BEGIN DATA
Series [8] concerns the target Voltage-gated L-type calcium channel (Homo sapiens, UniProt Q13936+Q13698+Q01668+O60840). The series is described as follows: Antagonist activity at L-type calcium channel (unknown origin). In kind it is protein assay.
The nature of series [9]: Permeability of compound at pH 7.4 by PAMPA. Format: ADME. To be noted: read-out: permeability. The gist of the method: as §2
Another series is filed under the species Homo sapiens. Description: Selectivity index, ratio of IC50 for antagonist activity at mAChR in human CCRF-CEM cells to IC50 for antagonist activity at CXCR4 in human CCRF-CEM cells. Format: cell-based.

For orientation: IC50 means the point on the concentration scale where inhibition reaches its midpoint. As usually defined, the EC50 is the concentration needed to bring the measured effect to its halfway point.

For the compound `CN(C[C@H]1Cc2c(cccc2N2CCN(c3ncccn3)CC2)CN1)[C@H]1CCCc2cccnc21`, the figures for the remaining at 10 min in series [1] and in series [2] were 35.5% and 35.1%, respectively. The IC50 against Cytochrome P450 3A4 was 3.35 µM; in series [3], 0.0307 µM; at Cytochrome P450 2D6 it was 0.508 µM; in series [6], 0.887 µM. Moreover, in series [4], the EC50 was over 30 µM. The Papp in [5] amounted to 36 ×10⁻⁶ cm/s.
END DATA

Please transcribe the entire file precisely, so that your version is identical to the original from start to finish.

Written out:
Series [8] concerns the target Voltage-gated L-type calcium channel (Homo sapiens, UniProt Q13936+Q13698+Q01668+O60840). The series is described as follows: Antagonist activity at L-type calcium channel (unknown origin). In kind it is protein assay.
The nature of series [9]: Permeability of compound at pH 7.4 by PAMPA. Format: ADME. To be noted: read-out: permeability. The gist of the method: as §2
Another series is filed under the species Homo sapiens. Description: Selectivity index, ratio of IC50 for antagonist activity at mAChR in human CCRF-CEM cells to IC50 for antagonist activity at CXCR4 in human CCRF-CEM cells. Format: cell-based.

For orientation: IC50 means the point on the concentration scale where inhibition reaches its midpoint. As usually defined, the EC50 is the concentration needed to bring the measured effect to its halfway point.

For the compound `CN(C[C@H]1Cc2c(cccc2N2CCN(c3ncccn3)CC2)CN1)[C@H]1CCCc2cccnc21`, the figures for the remaining at 10 min in series [1] and in series [2] were 35.5% and 35.1%, respectively. The IC50 against Cytochrome P450 3A4 was 3.35 µM; in series [3], 0.0307 µM; at Cytochrome P450 2D6 it was 0.508 µM; in series [6], 0.887 µM. Moreover, in series [4], the EC50 was over 30 µM. The Papp in [5] amounted to 36 ×10⁻⁶ cm/s.